Dowager Duchess of Devonshire drove Chatsworth House success

The Dowager Duchess of Devonshire outside Chatsworth House with a big gun Image copyright Hulton Archive
Image caption The Dowager Duchess of Devonshire turned her home Chatsworth House into a profitable business

The Dowager Duchess of Devonshire, who has died aged 94, was seen as the driving force behind making Derbyshire's Chatsworth House one of the nation's most popular stately homes.

But when she and her husband first inherited the family seat they faced a huge tax bill and a far from certain future.

Here, the BBC examines the history behind one of Britain's most popular tourist destinations and how the "housewife duchess" made Chatsworth House an international business.

Image copyright Getty Images

It started with another powerful woman, Bess of Hardwick, who was second only to Queen Elizabeth I in wealth and influence during her 16th Century lifetime.

With her second husband, Sir William Cavendish, she built the first house at Chatsworth, a building which would later imprison Mary Queen of Scots.

During the English Civil War both sides occupied, and damaged, the family home and the then Earl of Devonshire did not return to Derbyshire until after the restoration of the monarchy.

Image copyright Hulton Archive
Image caption The house was redesigned at the start of the 18th Century and today the views are as spectacular as in this 1850 painting

The fourth Earl, who was made the first Duke after helping William of Orange ascend to the throne in 1689, had to restore much of the building and radically altered Chatsworth at the turn of the 18th Century, creating most of the current imposing building.

Not long afterwards, renowned landscape gardener Lancelot "Capability" Brown was employed, creating sweeping views with his trademark rural look which can still be seen today.

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Image caption The formal gardens were replaced by Capability Brown with sweeping views which today form the backdrop to regular sculpture displays

The house was not without scandal and at the start of the 19th Century, the fifth Duke was living with his wife Lady Georgiana Spencer and his lover Lady Elizabeth Foster, whom he later married.

Arguably the biggest change came in the 20th Century when the family first paid death duties and assets had to be sold off.

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Image caption The family amassed a huge art collection and, despite several sales to pay off debts, Chatsworth House is home to one of the most important collections in the UK - all of which needs cleaning

During World War Two, it was home to Penrhos College, a Welsh girls' boarding school, but in 1949 the building reopened to the public and 105,000 people visited in the first year.

But the sudden death of Edward Cavendish, the 10th Duke, in 1950 left the Dowager Duchess, newly married to Andrew Cavendish and titled the Duchess of Devonshire, with a huge Treasury bill.

Image copyright PA
Image caption After World War Two, Chatsworth House was opened to the public and in 1957, when this picture was taken, the family decided to move in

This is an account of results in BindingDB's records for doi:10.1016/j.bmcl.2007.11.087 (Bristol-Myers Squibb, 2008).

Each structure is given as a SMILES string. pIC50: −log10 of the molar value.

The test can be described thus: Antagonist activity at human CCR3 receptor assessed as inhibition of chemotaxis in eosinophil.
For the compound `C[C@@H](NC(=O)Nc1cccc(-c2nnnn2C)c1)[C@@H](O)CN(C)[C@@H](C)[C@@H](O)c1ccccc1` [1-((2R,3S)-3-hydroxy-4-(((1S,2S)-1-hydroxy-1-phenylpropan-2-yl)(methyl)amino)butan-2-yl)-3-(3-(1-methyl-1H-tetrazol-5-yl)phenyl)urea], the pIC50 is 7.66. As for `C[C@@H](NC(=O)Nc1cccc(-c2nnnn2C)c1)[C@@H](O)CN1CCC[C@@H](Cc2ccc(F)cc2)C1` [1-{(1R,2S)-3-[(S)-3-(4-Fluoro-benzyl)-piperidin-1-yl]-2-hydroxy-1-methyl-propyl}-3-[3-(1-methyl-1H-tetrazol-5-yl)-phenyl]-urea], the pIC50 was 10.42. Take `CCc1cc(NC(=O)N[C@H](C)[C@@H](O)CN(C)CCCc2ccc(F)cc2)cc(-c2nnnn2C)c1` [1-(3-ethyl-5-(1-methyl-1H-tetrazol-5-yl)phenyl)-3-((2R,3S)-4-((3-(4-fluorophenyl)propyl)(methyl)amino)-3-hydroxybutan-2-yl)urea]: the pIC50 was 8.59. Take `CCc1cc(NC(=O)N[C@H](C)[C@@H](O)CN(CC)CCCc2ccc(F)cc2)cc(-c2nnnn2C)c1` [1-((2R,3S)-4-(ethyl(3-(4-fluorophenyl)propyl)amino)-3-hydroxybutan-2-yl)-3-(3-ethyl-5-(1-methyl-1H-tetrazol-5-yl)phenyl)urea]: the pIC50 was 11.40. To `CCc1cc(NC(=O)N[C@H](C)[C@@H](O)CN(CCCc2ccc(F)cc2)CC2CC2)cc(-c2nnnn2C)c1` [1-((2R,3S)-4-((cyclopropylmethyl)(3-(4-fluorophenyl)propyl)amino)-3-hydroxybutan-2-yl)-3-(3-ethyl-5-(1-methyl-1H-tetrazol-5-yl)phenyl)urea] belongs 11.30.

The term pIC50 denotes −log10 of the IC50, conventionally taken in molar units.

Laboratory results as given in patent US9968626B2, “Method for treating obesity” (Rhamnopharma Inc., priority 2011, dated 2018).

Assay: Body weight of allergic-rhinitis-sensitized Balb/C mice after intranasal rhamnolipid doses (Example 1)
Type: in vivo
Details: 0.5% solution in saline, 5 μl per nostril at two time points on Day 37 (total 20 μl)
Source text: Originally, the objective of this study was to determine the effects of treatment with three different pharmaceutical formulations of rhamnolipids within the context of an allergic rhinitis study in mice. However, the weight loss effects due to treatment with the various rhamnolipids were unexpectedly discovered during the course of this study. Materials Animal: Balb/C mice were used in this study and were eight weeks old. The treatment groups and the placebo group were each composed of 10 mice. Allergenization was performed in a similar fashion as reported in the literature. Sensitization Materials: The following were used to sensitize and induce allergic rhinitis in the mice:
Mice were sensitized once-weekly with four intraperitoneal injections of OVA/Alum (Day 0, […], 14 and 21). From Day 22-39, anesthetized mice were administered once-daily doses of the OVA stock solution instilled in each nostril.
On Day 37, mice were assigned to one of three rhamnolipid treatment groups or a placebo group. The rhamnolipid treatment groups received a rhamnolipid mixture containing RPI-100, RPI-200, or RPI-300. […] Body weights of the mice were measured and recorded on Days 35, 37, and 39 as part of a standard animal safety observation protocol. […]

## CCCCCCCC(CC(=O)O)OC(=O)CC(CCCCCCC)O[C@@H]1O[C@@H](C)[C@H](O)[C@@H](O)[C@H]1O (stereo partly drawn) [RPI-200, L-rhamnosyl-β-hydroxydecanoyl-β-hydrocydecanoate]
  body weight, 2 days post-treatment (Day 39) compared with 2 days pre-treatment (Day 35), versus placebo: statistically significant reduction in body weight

In a 2010 interview she said: "It was a tremendous inheritance, if you like to put it that way, but it was also an enormous responsibility.

"But there was no question of us coming to live here [at Chatsworth] because there was this huge debt. And then slowly, slowly, slowly, it was resolved."

Image copyright PA
Image caption Chatsworth House was always open to the public but when the 11th Duke and Duchess of Devonshire took over in the 1950s its popularity soared

Works of art and ancient books were given to the Treasury, as was Hardwick Hall, now run by the National Trust, while thousands of acres of land were sold.

In 1957 the family decided to move in and the Duke and Duchess set about turning it into a successful business.

Image caption The success at Chatsworth House was emulated by other stately homes, including those run by the National Trust

By the 1960s and 70s, bus loads of tourists were visiting the house and gardens and in 1977 a farm shop selling local produce, one of the first of its kind, was opened.

Today more than 700 people are directly employed in the running of the estate and catering for more than a million annual visitors, as well as helping run the many events which bring more tourists.

Image copyright Getty Images
Image caption Chatsworth House is a popular venue, including for this Regency Ball to celebrate the 200th anniversary of Pride and Prejudice by Jane Austen, who is thought to have used the house as inspiration for Pemberley

Derbyshire historian Maxwell Craven said the Duchess had left a "terrific legacy".

"Putting Chatsworth bang on the middle of the map in a big way was a great achievement she made," he said.

"And keeping the family in it and making it a place people want to come to."

Image copyright Chatsworth House Trust
Image caption The 11th Duke and Duchess of Devonshire inherited Chatsworth House in 1950 but did not move the family in until 1957

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